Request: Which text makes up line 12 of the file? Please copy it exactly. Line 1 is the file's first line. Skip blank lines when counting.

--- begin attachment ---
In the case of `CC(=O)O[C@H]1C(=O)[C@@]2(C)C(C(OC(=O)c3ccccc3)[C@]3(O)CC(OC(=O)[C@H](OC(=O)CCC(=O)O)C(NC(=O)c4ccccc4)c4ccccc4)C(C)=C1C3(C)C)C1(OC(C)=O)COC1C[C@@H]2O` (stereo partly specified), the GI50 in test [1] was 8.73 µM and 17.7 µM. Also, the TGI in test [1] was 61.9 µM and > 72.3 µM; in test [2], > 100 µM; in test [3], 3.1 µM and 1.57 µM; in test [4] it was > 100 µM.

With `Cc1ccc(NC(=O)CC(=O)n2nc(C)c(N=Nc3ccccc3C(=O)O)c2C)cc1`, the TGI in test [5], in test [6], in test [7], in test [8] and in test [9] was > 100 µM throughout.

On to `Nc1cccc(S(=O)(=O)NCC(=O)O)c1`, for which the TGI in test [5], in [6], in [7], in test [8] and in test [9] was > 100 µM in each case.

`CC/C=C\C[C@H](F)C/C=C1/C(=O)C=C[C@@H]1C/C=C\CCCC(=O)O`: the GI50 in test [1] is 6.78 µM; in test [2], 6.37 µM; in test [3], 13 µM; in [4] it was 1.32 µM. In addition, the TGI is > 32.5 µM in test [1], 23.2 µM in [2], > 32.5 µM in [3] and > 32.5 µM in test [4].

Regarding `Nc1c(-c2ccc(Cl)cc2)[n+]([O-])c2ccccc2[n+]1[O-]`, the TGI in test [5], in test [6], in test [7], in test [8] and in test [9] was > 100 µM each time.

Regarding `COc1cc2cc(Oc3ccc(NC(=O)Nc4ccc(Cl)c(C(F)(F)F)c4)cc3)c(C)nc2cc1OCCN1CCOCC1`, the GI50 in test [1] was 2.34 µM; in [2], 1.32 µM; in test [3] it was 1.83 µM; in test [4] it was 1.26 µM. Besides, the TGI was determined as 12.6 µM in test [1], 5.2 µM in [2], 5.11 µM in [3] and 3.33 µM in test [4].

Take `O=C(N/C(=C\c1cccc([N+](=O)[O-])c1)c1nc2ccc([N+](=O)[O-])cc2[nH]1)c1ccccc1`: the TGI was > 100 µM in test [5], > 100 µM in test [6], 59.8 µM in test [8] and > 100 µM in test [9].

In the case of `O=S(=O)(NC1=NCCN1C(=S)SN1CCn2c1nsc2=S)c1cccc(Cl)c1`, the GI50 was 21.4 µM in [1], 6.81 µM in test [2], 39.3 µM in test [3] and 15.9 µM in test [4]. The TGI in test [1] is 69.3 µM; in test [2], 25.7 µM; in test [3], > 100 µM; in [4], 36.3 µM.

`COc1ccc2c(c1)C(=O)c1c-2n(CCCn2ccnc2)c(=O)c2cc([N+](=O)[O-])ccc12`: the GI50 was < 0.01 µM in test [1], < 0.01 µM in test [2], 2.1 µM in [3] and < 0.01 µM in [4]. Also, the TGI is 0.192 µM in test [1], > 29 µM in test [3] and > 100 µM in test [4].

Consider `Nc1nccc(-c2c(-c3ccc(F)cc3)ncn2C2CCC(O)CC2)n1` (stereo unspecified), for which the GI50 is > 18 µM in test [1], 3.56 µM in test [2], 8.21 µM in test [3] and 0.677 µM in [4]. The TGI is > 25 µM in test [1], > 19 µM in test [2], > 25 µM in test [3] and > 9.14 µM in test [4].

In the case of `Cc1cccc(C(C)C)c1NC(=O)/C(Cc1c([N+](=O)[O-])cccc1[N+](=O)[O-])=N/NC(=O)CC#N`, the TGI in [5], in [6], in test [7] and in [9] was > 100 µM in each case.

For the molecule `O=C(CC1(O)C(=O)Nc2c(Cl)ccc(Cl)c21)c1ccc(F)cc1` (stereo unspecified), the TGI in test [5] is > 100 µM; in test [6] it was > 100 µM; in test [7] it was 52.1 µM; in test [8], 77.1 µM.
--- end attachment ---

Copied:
For the molecule `O=C(CC1(O)C(=O)Nc2c(Cl)ccc(Cl)c21)c1ccc(F)cc1` (stereo unspecified), the TGI in test [5] is > 100 µM; in test [6] it was > 100 µM; in test [7] it was 52.1 µM; in test [8], 77.1 µM.